Flyers with Nazi swastikas were posted at a California school just days after a Holocaust survivor shared her firsthand horrors with students who had posted anti-Semitic photographs during a party.
Ten flyers were discovered at Newport Harbor High School on Sunday morning. Police were called and the flyers were removed. While posting the flyers is not a crime, Newport Beach police are investigating.
School principal Sean Boulton said in a statement: "Again we condemn all acts of anti-Semitism and hate in all their forms. We will continue to be vigilant with our stance, and the care of our students and staff."
But one senior at the school, Max Drakeford, called the latest episode "super disheartening -- a step backward."
Drakeford, whose grandmother survived the Holocaust, said the posters "send a message that we aren't welcome at our own school."
Katrina Foley, mayor of the neighboring city of Costa Mesa, where the party was held, said she felt there was a sinister motive.
"That tells me that there is a small group of people who want to intimidate students from speaking out. We should not allow that to happen, she told CNN's Sara Sidner. "They are trying to intimidate an entire community from speaking out."
Rabbi Reuven Mintz, who has been working with the school district to educate students about the Holocaust, said he believed the posters were put up by an outside group, not students.
He had been alarmed by the participation of some Jewish students in the initial incident on March 3 when teenagers posted photos of themselves with arms raised in a Nazi salute around a swastika made of plastic cups. "The fact that they didn't stop it is disturbing to me."
After the images were shared online and reported in the media, Mintz helped to bring Eva Schloss, an Auschwitz survivor and stepsister of Anne Frank, to talk to the school.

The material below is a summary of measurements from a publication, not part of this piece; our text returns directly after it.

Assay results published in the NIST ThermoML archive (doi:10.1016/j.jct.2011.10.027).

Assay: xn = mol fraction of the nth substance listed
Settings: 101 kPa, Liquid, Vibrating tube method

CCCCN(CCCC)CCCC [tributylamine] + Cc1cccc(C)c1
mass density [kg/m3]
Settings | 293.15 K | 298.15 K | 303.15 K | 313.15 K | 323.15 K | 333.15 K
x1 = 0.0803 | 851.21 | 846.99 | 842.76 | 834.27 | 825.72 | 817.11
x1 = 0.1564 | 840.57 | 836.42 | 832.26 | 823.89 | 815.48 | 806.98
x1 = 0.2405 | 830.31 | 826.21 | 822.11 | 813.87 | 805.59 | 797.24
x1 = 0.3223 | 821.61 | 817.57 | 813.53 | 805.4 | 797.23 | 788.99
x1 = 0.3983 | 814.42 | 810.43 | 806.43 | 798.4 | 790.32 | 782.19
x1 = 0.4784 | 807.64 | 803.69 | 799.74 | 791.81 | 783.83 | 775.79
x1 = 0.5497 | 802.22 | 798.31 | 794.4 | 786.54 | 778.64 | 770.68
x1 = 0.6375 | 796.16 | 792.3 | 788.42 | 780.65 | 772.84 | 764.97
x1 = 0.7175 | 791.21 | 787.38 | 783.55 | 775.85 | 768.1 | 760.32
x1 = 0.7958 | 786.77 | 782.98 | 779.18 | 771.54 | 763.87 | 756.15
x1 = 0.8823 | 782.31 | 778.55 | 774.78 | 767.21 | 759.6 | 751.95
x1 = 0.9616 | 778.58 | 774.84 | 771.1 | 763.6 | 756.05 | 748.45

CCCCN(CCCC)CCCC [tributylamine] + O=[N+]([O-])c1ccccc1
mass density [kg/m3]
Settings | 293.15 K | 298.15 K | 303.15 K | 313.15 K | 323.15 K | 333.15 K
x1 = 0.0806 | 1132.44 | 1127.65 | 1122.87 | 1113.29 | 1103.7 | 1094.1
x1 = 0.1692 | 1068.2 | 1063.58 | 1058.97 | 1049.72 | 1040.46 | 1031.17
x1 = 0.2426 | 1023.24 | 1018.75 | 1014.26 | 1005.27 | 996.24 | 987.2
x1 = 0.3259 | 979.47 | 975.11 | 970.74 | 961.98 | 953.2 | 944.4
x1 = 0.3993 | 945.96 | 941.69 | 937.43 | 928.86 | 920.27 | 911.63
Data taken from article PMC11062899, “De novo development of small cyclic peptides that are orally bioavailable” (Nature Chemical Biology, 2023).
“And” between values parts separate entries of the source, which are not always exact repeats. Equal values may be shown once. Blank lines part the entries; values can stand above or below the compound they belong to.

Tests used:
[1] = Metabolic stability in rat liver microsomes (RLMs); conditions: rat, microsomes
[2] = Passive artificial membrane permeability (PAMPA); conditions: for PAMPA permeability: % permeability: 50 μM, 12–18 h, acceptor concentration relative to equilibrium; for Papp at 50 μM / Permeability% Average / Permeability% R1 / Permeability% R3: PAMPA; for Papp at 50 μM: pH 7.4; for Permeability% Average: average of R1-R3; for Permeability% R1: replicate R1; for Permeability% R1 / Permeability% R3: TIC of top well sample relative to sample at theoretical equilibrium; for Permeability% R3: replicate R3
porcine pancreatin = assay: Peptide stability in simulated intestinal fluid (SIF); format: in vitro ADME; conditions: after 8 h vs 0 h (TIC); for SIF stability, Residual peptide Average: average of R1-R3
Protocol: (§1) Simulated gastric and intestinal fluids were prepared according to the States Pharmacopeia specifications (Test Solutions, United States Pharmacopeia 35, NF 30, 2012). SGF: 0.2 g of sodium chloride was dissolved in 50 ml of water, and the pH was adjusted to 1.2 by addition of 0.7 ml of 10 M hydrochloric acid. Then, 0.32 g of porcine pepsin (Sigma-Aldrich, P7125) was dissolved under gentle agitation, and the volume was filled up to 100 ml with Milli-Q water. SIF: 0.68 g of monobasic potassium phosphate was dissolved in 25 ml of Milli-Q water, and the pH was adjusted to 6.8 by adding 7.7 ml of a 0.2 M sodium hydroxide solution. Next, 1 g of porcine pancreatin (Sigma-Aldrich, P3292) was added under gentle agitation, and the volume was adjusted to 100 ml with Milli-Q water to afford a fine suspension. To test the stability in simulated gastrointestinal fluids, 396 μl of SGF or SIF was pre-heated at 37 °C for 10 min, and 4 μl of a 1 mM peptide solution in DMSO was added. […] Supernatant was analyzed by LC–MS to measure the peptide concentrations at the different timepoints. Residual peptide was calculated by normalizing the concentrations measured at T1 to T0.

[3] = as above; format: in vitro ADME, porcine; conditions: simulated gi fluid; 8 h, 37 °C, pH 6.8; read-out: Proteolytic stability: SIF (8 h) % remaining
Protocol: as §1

Schloss was brutally honest about the horrors she and other teenagers endured at the hands of the Nazis. She told the students about the Nazi gassing of Jewish people and targeting of disabled people and their children.
Those who were there say many of the teenagers involved with the viral pictures were crying. Many of the students have also written open letters of apology to the Jewish community, the city, the school district, friends and family.
In the series of letters obtained by CNN, the authors said they take responsibility and did not consider the impact of the Nazi imagery.
The person who took the photos and posted them on Snapchat wrote: "I had the opportunity to step up and voice that what was going on was not right. I also had the choice to leave but I did not and for that I am so very sorry."
Another wrote: "Please give us the chance to show who we really are. We can't erase what we did, but we have to try to make it better and show you we are not the people we seemed to be during a few minutes of stupidity."
Even as the posters were being discovered on Sunday, Mintz was with some of the students from the photo at the Museum of Tolerance in Los Angeles, where they met another Holocaust survivor.
She reminded the students that when she was their age, she was in a concentration camp, Mintz said. And he said he believed the interventions were having an impact.
"I've seen amazing things from these students," he said. "They really want to be outspoken advocates against hate. These kids are being transformed."